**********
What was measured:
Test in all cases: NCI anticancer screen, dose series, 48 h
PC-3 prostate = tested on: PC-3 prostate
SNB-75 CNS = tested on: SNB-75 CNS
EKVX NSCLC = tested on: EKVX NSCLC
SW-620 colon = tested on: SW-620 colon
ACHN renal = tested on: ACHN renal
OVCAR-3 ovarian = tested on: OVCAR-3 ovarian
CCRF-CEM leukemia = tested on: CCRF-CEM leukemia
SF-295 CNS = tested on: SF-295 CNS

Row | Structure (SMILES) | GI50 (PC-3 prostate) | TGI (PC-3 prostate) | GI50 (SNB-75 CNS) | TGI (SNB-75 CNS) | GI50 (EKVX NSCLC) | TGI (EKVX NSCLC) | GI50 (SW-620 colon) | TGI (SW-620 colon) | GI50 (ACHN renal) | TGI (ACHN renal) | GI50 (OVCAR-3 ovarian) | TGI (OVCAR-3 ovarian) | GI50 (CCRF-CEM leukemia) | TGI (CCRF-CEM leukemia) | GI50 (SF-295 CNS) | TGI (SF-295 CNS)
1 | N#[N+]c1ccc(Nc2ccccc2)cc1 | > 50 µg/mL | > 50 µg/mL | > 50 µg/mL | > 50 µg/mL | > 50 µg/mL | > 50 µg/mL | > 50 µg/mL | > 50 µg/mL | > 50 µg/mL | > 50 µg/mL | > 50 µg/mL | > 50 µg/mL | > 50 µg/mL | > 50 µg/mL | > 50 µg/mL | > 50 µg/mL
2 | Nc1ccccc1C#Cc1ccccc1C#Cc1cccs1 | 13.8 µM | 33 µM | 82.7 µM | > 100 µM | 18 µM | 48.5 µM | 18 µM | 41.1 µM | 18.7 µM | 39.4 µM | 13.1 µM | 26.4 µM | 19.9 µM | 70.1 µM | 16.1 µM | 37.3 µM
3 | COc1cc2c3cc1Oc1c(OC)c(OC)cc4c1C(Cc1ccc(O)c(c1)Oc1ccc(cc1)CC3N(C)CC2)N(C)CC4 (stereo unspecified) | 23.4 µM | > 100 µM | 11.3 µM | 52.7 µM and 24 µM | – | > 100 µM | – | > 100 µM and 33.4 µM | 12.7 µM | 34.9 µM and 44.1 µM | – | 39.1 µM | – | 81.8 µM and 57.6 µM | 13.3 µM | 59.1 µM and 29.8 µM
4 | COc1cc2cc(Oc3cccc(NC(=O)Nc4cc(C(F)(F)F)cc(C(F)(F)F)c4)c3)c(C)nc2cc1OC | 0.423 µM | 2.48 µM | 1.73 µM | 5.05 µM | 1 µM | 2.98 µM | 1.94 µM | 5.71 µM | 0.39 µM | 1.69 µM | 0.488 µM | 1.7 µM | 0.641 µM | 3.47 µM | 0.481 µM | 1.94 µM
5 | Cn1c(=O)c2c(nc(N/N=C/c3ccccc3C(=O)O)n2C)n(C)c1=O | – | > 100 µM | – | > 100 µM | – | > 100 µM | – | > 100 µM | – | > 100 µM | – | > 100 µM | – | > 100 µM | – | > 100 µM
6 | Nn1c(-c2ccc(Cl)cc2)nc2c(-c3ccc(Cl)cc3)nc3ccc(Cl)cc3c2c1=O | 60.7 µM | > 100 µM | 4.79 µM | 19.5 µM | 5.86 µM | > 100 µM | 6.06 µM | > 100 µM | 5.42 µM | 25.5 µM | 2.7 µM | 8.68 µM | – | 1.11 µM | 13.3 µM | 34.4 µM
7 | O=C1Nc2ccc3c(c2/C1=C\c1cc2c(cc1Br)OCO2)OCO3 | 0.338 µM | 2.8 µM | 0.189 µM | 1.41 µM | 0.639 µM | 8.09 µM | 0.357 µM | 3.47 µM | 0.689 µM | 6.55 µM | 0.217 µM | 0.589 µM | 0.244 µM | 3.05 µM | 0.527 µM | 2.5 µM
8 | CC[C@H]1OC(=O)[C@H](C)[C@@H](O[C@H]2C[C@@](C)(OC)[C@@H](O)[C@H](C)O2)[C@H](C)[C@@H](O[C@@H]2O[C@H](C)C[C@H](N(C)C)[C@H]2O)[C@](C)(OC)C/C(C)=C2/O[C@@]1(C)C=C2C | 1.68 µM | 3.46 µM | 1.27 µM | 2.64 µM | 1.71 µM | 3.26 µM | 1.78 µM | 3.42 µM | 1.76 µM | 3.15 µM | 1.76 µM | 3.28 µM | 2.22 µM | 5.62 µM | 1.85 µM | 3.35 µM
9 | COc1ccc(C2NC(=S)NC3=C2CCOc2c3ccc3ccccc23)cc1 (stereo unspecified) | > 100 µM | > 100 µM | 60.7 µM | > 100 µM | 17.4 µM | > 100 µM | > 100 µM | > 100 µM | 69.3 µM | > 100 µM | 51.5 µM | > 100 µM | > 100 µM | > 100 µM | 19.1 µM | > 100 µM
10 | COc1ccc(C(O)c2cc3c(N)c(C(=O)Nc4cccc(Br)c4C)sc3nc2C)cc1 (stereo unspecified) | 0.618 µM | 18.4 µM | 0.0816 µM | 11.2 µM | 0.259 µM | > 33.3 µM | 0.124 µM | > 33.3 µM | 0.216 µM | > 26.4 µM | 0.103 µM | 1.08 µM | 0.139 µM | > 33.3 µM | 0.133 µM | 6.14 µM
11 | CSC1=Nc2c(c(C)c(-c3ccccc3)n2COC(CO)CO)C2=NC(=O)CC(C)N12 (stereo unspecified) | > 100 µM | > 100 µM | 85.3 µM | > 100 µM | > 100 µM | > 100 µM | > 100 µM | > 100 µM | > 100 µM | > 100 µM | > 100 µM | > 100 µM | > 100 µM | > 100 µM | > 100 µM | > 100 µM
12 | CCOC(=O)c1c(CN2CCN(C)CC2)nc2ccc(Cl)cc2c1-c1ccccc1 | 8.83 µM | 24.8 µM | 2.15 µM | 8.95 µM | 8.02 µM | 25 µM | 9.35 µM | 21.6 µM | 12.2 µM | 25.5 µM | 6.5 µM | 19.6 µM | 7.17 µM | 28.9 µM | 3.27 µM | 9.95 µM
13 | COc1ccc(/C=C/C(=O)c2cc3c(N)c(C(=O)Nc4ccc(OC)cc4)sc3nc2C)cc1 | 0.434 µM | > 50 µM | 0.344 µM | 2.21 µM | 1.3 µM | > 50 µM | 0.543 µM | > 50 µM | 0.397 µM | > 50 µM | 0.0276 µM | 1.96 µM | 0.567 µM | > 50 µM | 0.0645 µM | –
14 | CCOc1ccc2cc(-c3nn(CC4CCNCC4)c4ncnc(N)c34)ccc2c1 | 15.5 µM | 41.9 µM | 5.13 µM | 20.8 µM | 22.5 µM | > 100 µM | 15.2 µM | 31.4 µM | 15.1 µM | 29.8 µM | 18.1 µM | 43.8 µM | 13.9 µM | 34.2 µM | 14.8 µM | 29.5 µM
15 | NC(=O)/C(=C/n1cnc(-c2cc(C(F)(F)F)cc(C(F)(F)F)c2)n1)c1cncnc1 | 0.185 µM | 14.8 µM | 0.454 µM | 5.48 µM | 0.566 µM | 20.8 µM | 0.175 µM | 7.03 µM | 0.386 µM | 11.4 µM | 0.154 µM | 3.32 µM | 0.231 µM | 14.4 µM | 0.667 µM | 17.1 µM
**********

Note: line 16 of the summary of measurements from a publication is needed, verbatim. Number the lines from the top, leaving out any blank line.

5 | Cn1c(=O)c2c(nc(N/N=C/c3ccccc3C(=O)O)n2C)n(C)c1=O | – | > 100 µM | – | > 100 µM | – | > 100 µM | – | > 100 µM | – | > 100 µM | – | > 100 µM | – | > 100 µM | – | > 100 µM